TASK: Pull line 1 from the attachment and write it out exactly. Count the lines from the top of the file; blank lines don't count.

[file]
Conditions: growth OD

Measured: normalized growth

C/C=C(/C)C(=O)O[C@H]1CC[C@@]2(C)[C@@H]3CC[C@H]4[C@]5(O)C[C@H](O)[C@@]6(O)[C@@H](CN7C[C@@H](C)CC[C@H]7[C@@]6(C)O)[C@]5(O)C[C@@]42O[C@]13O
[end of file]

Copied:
Conditions: growth OD